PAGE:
Yesterday, I found out through ANNO that the sister of my Great-great-grandfather, Josefa Korinek was the eldest woman in Vienna when she died in 1939, aged 103. I was thrilled to read through the story of her life and there were even two photographs!

1938-korinek-josefa-2

Source: ANNO/Austrian National Library, Illustrierte Kronen Zeitung 6.3.1938, page 6

If you want to try ANNO, go to the ANNO Search page and enter the name you are looking for in the the field “Suche:” (Suche is Search in German). You can use search operators such as:

“First Name Last Name” will search for exactly this expression
“First Name, Last Name”~5 will do a context search where the two words are not more than 5 words apart (I mostly use this search with a family name and the name of a village).

Good luck searching! I hope you will get new information!

 

Working with Austrian Church Books – Part 1: Finding the right Diocese

Working with Austrian Church Books – Part 1: Finding the right Diocese

Austrian Roman Catholic Church Books are the main source for Family History Research in Austria. This post marks the start of a series explaining how to find information you are looking for in Austrian church records:

Part 1: Finding the right Roman Catholic Diocese

Austria is divided into nine Roman-Catholic dioceses by territory. There is also one special military diocese. The area of this dioceses is similar to those of the nine Federal States, but not identical. Particularly the Archdiocese of Vienna covers extensive parts of Lower Austria.

Each diocese has many parishes that in turn were responsible for keeping personal records such as baptismal records, weddings and deaths until 1938.

How do you find online records for dioceses? In the following you will find links to online records:

  • Matricula – www.matricula-online.eu
    offers records for the Archdiocese of Vienna and of Salzburg as well as the dioceses of St.Pölten (Lower Austria), Linz (Upper Austria), Feldkirch (Vorarlberg) and Gurk-Klagenfurt (Carinthia).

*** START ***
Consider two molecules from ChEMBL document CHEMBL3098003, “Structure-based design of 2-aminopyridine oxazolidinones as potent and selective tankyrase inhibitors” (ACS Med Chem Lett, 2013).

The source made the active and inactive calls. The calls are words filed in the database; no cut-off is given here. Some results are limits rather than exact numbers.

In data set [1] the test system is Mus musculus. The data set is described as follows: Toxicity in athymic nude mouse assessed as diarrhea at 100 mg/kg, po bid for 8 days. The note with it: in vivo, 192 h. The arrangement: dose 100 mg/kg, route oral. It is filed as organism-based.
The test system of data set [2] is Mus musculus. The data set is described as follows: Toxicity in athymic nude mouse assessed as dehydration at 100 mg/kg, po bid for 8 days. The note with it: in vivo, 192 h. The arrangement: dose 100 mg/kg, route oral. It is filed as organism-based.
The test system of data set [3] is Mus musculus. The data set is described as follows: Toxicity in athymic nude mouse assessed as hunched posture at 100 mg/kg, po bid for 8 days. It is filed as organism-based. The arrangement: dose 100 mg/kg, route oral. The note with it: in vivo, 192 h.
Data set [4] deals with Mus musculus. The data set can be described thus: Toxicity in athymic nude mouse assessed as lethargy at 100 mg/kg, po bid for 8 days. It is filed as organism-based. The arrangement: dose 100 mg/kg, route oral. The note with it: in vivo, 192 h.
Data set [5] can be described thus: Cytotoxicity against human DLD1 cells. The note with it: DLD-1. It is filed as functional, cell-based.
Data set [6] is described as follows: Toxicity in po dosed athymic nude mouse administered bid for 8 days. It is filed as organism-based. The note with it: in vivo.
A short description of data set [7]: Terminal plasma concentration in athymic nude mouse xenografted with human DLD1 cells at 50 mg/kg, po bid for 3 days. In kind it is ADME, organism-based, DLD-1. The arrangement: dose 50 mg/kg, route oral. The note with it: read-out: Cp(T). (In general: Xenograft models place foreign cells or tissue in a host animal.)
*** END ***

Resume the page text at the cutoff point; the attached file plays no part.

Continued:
While Viennese, Lower and Upper Austrian and Vorarlberg records are complete, the digitalisation of records of the other dioceses is in progress and new records are constantly being added.
  • Styrian records (Dioceses Graz-Seckau) are completely digitalised and are available here:
    http://matriken.graz-seckau.at
  • The records for Tyrol can be found here:
    https://apps.tirol.gv.at/bildarchiv/#14502836723930
    Update March 2017: Tyrolian church books are partly online at Matricula as well
  • The records for the diocese Burgenland are not digitalised. However, as this part of Austria was actually part of Hungary until 1921, records might possibly be found in the Hungarian records for the dioceses Györ/Raab und Szombathely/Steinamanger.

Many records are also available here on Family search (www. familysearch.org)

There is extensive information about Austrian church records online on the Homepage of Familia Austria, a genealogical association. This information is only available in German, though.

I am sure, some readers now have the legitimate question: „How do I know, which diocese is the right one for the village/city that I am looking for?“

I will show you in the next part of my series. But here is a sneak preview: We will use the gazetteer of Genteam (www.genteam.at). The site is free, but you have to register to use it – it is worth it, though, as there is a lot of information available there.

Please come visit my blog again for upcoming sequels:
Part 2: Finding the right Parish
Part 3: Finding the right Church Book
Part 4: Finding the right Entry
Part 5: Information given in Baptismal Records
Part 6: Information given in Marriage Records
Part 7: Information given in Death Records
Part 8: Other Religious confessions